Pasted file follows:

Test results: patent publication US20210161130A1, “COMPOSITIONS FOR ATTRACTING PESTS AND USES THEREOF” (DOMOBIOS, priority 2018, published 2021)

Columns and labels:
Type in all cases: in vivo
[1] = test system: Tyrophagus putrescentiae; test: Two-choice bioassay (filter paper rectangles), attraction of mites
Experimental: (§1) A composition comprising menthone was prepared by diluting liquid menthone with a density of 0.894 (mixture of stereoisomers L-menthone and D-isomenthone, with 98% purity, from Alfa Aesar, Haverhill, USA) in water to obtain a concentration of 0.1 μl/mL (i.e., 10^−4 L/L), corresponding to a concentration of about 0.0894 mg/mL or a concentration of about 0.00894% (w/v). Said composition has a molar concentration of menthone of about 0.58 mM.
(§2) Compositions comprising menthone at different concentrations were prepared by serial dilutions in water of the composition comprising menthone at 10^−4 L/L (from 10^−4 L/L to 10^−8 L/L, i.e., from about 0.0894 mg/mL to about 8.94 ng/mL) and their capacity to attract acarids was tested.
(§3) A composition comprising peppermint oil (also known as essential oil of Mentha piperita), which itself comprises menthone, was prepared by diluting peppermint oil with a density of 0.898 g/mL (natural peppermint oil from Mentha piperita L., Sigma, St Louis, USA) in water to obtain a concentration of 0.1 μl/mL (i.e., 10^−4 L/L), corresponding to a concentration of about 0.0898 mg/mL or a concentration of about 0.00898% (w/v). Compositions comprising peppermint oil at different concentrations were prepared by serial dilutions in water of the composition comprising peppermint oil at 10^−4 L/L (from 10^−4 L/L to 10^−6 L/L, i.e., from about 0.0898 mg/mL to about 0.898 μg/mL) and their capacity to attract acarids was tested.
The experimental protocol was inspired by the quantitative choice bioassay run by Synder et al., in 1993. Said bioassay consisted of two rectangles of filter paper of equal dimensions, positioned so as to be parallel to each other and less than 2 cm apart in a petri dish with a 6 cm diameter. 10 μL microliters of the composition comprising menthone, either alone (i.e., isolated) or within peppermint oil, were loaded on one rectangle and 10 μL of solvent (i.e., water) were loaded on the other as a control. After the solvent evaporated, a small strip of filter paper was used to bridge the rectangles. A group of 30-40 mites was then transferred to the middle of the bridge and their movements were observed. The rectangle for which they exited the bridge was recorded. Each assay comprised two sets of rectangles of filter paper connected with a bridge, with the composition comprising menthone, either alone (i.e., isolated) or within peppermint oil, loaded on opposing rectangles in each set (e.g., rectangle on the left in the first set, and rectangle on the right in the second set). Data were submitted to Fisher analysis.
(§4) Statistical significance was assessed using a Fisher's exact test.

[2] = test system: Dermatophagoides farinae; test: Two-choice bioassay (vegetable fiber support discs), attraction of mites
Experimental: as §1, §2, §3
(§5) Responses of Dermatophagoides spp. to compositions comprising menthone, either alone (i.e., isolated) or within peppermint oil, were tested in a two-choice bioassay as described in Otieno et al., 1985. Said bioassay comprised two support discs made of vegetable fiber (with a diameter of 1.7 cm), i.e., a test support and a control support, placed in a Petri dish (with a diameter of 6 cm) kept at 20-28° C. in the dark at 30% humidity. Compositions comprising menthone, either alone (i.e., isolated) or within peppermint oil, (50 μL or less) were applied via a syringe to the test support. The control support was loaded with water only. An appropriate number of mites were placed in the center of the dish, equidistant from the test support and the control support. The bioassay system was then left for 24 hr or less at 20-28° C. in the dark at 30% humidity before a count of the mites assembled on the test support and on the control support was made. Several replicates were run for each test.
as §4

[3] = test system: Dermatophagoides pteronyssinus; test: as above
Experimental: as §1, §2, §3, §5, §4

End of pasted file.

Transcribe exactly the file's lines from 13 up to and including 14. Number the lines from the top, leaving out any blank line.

as §4

[3] = test system: Dermatophagoides pteronyssinus; test: as above